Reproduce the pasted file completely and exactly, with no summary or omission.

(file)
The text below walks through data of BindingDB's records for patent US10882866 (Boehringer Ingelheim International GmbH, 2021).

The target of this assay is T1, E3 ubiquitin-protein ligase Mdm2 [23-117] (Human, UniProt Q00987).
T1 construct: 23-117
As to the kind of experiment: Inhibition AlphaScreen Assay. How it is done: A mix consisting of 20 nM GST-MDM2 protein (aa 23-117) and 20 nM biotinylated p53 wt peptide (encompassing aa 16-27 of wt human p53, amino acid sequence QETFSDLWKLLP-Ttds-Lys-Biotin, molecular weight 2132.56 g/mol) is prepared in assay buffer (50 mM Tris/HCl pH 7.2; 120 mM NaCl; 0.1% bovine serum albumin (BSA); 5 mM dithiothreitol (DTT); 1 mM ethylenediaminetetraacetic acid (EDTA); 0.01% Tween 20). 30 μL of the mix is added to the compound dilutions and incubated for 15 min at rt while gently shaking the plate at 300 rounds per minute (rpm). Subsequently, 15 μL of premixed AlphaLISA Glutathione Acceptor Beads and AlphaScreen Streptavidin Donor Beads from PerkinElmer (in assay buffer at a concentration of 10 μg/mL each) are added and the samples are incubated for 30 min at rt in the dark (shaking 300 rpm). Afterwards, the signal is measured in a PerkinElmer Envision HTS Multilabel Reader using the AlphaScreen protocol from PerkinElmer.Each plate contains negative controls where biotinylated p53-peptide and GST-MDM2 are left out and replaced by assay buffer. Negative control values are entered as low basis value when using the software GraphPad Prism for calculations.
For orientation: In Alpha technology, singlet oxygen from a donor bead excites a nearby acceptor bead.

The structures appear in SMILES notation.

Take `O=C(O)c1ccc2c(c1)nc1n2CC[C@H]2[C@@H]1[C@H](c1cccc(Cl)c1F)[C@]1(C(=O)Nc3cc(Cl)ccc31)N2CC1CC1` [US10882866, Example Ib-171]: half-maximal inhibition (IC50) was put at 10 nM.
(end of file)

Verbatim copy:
The text below walks through data of BindingDB's records for patent US10882866 (Boehringer Ingelheim International GmbH, 2021).

The target of this assay is T1, E3 ubiquitin-protein ligase Mdm2 [23-117] (Human, UniProt Q00987).
T1 construct: 23-117
As to the kind of experiment: Inhibition AlphaScreen Assay. How it is done: A mix consisting of 20 nM GST-MDM2 protein (aa 23-117) and 20 nM biotinylated p53 wt peptide (encompassing aa 16-27 of wt human p53, amino acid sequence QETFSDLWKLLP-Ttds-Lys-Biotin, molecular weight 2132.56 g/mol) is prepared in assay buffer (50 mM Tris/HCl pH 7.2; 120 mM NaCl; 0.1% bovine serum albumin (BSA); 5 mM dithiothreitol (DTT); 1 mM ethylenediaminetetraacetic acid (EDTA); 0.01% Tween 20). 30 μL of the mix is added to the compound dilutions and incubated for 15 min at rt while gently shaking the plate at 300 rounds per minute (rpm). Subsequently, 15 μL of premixed AlphaLISA Glutathione Acceptor Beads and AlphaScreen Streptavidin Donor Beads from PerkinElmer (in assay buffer at a concentration of 10 μg/mL each) are added and the samples are incubated for 30 min at rt in the dark (shaking 300 rpm). Afterwards, the signal is measured in a PerkinElmer Envision HTS Multilabel Reader using the AlphaScreen protocol from PerkinElmer.Each plate contains negative controls where biotinylated p53-peptide and GST-MDM2 are left out and replaced by assay buffer. Negative control values are entered as low basis value when using the software GraphPad Prism for calculations.
For orientation: In Alpha technology, singlet oxygen from a donor bead excites a nearby acceptor bead.

The structures appear in SMILES notation.

Take `O=C(O)c1ccc2c(c1)nc1n2CC[C@H]2[C@@H]1[C@H](c1cccc(Cl)c1F)[C@]1(C(=O)Nc3cc(Cl)ccc31)N2CC1CC1` [US10882866, Example Ib-171]: half-maximal inhibition (IC50) was put at 10 nM.